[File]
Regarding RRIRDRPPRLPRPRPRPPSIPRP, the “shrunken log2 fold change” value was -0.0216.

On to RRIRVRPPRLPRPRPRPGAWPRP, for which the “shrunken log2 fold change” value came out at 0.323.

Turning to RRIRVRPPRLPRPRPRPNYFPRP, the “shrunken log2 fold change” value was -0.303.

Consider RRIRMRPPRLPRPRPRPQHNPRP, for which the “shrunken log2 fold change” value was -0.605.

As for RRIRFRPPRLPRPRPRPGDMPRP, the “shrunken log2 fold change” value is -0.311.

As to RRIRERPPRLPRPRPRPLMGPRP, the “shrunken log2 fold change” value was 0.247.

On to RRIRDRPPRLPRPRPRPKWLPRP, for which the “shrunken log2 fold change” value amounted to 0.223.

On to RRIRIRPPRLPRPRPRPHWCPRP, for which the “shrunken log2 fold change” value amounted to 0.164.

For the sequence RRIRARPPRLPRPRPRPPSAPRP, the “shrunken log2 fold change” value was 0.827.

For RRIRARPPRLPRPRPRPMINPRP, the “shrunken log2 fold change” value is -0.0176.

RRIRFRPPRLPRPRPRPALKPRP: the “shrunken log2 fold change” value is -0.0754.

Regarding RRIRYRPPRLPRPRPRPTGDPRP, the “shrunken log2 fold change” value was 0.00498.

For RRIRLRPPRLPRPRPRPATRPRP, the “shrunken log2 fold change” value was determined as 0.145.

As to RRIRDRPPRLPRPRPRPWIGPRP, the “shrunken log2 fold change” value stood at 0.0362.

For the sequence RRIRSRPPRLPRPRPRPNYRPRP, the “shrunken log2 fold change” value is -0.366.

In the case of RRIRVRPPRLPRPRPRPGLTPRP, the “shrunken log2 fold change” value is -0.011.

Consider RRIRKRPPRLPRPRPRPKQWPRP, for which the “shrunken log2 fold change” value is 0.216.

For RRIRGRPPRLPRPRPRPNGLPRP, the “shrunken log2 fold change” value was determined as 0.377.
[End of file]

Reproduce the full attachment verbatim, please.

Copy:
Regarding RRIRDRPPRLPRPRPRPPSIPRP, the “shrunken log2 fold change” value was -0.0216.

On to RRIRVRPPRLPRPRPRPGAWPRP, for which the “shrunken log2 fold change” value came out at 0.323.

Turning to RRIRVRPPRLPRPRPRPNYFPRP, the “shrunken log2 fold change” value was -0.303.

Consider RRIRMRPPRLPRPRPRPQHNPRP, for which the “shrunken log2 fold change” value was -0.605.

As for RRIRFRPPRLPRPRPRPGDMPRP, the “shrunken log2 fold change” value is -0.311.

As to RRIRERPPRLPRPRPRPLMGPRP, the “shrunken log2 fold change” value was 0.247.

On to RRIRDRPPRLPRPRPRPKWLPRP, for which the “shrunken log2 fold change” value amounted to 0.223.

On to RRIRIRPPRLPRPRPRPHWCPRP, for which the “shrunken log2 fold change” value amounted to 0.164.

For the sequence RRIRARPPRLPRPRPRPPSAPRP, the “shrunken log2 fold change” value was 0.827.

For RRIRARPPRLPRPRPRPMINPRP, the “shrunken log2 fold change” value is -0.0176.

RRIRFRPPRLPRPRPRPALKPRP: the “shrunken log2 fold change” value is -0.0754.

Regarding RRIRYRPPRLPRPRPRPTGDPRP, the “shrunken log2 fold change” value was 0.00498.

For RRIRLRPPRLPRPRPRPATRPRP, the “shrunken log2 fold change” value was determined as 0.145.

As to RRIRDRPPRLPRPRPRPWIGPRP, the “shrunken log2 fold change” value stood at 0.0362.

For the sequence RRIRSRPPRLPRPRPRPNYRPRP, the “shrunken log2 fold change” value is -0.366.

In the case of RRIRVRPPRLPRPRPRPGLTPRP, the “shrunken log2 fold change” value is -0.011.

Consider RRIRKRPPRLPRPRPRPKQWPRP, for which the “shrunken log2 fold change” value is 0.216.

For RRIRGRPPRLPRPRPRPNGLPRP, the “shrunken log2 fold change” value was determined as 0.377.